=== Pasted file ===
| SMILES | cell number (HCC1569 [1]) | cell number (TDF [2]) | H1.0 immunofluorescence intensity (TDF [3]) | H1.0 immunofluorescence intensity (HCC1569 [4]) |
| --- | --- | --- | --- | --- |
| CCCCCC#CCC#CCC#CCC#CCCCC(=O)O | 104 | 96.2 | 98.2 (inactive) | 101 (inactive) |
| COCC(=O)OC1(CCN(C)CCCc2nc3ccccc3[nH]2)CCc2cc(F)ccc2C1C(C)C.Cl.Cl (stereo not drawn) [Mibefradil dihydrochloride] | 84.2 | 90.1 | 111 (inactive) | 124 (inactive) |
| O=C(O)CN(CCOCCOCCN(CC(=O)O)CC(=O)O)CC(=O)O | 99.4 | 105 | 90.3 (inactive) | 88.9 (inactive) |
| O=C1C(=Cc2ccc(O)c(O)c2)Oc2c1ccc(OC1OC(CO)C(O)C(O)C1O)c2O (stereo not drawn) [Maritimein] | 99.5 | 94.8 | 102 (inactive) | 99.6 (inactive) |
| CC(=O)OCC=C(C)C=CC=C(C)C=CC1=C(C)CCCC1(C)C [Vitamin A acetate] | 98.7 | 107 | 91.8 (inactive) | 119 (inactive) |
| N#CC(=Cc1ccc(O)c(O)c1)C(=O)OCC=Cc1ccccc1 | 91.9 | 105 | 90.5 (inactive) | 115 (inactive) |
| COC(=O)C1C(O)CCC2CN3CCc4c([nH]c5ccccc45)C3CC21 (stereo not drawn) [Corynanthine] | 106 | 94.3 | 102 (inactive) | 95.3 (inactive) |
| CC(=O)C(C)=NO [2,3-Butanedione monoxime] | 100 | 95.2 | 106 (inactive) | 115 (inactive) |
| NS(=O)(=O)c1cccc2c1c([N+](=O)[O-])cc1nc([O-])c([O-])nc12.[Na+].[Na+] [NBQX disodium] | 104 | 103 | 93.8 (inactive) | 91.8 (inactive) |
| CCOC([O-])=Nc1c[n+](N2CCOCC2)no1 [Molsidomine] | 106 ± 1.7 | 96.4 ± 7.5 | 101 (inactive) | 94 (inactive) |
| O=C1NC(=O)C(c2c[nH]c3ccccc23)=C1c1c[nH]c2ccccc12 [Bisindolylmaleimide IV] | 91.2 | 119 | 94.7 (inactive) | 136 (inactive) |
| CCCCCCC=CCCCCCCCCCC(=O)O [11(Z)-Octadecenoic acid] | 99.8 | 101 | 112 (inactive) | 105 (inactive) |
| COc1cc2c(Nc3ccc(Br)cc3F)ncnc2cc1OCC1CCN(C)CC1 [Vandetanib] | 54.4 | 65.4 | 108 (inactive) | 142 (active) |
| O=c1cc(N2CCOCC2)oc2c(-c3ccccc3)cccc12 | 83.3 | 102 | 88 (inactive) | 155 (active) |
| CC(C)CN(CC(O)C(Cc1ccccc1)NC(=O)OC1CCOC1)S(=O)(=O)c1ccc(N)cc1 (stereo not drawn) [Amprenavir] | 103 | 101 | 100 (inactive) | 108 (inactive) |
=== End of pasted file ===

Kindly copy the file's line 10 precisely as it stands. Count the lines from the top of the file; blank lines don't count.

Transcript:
| CC(=O)C(C)=NO [2,3-Butanedione monoxime] | 100 | 95.2 | 106 (inactive) | 115 (inactive) |